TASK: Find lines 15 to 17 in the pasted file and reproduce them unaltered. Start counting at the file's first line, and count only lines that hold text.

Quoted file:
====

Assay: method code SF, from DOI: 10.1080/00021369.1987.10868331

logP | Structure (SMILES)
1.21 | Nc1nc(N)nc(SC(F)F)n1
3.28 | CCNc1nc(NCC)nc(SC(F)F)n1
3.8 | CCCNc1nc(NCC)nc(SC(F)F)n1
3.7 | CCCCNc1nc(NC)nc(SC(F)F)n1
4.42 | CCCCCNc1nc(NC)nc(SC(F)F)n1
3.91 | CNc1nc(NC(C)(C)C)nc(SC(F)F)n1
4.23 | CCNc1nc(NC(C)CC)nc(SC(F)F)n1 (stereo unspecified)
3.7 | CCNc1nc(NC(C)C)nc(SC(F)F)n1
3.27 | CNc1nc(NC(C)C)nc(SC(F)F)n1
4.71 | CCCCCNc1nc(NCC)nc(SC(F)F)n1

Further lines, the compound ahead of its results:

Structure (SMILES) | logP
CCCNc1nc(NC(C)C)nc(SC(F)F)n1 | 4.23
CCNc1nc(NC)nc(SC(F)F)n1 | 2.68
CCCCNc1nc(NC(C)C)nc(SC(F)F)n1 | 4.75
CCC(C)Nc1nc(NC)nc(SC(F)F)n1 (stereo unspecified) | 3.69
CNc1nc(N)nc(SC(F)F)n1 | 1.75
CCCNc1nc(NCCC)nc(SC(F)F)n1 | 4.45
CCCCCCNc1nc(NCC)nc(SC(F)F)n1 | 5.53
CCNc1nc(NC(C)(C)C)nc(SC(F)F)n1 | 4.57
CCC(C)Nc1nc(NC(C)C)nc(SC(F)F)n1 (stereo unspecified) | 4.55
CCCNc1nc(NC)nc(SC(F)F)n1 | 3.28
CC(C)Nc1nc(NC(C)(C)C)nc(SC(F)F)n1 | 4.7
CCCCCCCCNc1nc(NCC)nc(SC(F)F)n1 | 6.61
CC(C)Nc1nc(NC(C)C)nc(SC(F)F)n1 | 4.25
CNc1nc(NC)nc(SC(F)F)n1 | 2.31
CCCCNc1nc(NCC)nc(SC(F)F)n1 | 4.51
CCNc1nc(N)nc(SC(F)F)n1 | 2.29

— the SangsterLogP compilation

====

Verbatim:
CCCNc1nc(NC(C)C)nc(SC(F)F)n1 | 4.23
CCNc1nc(NC)nc(SC(F)F)n1 | 2.68
CCCCNc1nc(NC(C)C)nc(SC(F)F)n1 | 4.75